After the Accident: 9 Mistakes Inexperienced Drivers Often Make When Dealing with Doctors and the Medical Staff


When you are involved in a car accident and it’s not your fault, you have a lot of stress going on in the aftermath. Between the emotional adrenaline surge and dealing with the police and emergency personnel to seeking treatment for your injuries, there are so many things to have to remember. It’s no wonder, then, that so many inexperienced drivers end up accidentally messing up their own cases when they receive medical care.

Winning your personal injury lawsuits is not just a matter of whether or not you were at fault. There are a lot of aspects that come into play with you as the plaintiff since you have what is called “the burden of proof” on your shoulders. Your lawyer will do the best job that they can to paint the picture of the scene and correlate each piece of evidence, but the rest is in your hands.

Many people who have never been involved in an accident make little mistakes along the way that end up being held against them when they try to sue the at-fault party. Here are 9 of the most common mistakes that inexperienced drivers make when they are dealing with doctors and the medical staff after their accident so you can avoid making the same ones.

9 Things to Avoid Doing After a Motor Vehicle Accident

Neglecting to file a police report.

It’s great to have compassion for others. In fact, there are many people who say that humanity needs a little more across the world. But when it comes to your car accident, you can’t let your heart overrule your head. This means that when the person who hits you comes to you with a sad story of why they absolutely can’t afford to have the police involved, you must put your needs first and do it anyway.

Many cases have been lost because the car accident was not reported right away. You may think that you are not injured or that your car did not sustain damage, only to find out after the other party has disappeared that you or it actually did. By that time, it can be difficult to find the person who hit you and nearly impossible for the police to accurately document the events and damage in a police report.

Filing their insurance claim too late.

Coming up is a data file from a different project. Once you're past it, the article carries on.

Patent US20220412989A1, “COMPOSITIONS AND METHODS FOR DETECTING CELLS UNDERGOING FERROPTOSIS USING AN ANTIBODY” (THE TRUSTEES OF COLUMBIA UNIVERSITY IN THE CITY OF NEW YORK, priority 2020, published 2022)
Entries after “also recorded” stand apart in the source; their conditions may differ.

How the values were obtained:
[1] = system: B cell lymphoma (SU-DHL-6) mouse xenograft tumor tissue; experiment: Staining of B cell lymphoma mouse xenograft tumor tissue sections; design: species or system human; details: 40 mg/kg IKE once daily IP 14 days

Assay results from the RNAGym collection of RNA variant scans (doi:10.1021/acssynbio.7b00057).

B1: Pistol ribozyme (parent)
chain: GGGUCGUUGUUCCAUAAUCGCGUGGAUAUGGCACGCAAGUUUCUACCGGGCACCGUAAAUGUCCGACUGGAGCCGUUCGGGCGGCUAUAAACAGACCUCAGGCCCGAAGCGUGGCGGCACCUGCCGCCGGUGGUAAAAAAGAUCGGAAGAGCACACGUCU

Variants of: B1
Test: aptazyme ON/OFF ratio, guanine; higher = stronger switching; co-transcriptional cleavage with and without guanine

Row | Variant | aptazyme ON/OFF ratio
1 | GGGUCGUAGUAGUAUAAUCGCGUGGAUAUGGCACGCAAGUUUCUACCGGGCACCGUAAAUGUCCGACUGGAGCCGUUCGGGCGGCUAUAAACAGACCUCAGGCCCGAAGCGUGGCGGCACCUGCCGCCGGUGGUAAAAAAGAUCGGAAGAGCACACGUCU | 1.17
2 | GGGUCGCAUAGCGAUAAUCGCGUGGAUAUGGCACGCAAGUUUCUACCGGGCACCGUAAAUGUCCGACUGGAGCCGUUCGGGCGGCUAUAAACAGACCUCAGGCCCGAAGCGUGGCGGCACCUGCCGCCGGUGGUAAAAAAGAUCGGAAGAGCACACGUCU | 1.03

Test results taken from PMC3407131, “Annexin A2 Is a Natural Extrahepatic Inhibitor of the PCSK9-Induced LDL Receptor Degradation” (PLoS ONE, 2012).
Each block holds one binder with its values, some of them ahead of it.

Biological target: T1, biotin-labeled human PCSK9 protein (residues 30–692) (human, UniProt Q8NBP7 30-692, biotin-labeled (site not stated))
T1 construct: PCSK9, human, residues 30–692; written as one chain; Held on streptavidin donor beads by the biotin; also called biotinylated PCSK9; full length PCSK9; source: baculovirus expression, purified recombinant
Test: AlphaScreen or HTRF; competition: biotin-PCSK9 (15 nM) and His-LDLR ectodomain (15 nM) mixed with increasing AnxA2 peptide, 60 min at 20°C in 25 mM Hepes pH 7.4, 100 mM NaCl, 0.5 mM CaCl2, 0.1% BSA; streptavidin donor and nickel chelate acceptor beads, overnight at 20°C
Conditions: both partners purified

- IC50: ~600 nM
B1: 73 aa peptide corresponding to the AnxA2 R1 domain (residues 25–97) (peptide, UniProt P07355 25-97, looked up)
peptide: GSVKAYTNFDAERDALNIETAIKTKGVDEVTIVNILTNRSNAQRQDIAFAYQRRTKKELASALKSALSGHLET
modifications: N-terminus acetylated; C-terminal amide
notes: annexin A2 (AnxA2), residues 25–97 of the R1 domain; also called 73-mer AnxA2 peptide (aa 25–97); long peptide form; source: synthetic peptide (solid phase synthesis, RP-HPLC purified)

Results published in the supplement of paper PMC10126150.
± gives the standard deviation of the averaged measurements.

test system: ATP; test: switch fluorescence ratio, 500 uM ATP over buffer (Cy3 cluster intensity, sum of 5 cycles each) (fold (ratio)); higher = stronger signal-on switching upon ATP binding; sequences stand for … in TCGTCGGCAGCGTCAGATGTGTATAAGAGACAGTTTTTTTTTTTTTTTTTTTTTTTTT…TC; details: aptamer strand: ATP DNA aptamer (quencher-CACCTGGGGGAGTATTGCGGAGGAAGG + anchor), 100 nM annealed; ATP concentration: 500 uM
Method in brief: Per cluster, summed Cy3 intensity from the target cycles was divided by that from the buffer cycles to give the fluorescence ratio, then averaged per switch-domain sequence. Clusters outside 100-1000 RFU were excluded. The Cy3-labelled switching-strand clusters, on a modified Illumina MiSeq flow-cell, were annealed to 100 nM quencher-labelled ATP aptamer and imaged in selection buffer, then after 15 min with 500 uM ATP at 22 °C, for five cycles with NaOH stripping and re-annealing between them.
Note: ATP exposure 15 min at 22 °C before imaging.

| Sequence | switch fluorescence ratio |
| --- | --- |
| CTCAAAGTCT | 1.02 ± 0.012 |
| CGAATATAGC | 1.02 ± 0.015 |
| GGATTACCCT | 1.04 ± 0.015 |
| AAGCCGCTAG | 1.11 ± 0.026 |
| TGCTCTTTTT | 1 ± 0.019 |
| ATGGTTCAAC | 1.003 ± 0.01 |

You may not have realized that you have a short window of time in which to call your insurance company and report your accident. Failing to do so in this timely manner can allow the insurance a loophole that they can use to refuse to pay your claims and end up costing you in medical bills and your entire case.

Giving their insurance adjuster too much information.

Insurance adjusters are trained to hold a perfectly casual conversation with you while interspersing questions targeted at getting you to say the right thing for them – which is the wrong thing for you.

When you call your insurance company, give them the basics of your accident. Don’t talk to them about your injuries, though. Hang up with them and call an attorney and let your lawyer take it from there to protect your rights. No matter how friendly your adjuster is, it is their job to save the insurance company money.

Considering themselves the doctor.

 After your accident, it’s critical that you get medical attention, whether you think you were injured or not. Medical staff are trained in looking for hidden signs that you may not notice right away, including swelling, concussion signs, internal bleeding, and more.

A lot of injuries caused by impacts like a car crash do not appear right away. Some can take hours while others can take days or weeks to start showing symptoms. If you did not get medical attention after your accident, it becomes more difficult to prove that these injuries were directly related to the crash.

In addition, insurance companies are quick to jump to the conclusion that because you did not get medical treatment right away, you must not have been badly injured. So do not try to ignore the pain and hope it goes away or play doctor yourself and automatically assume that you were not injured. Head to the emergency room or your doctor’s office as soon as possible and let the experts decide.

Hiding or lying about their previous medical history.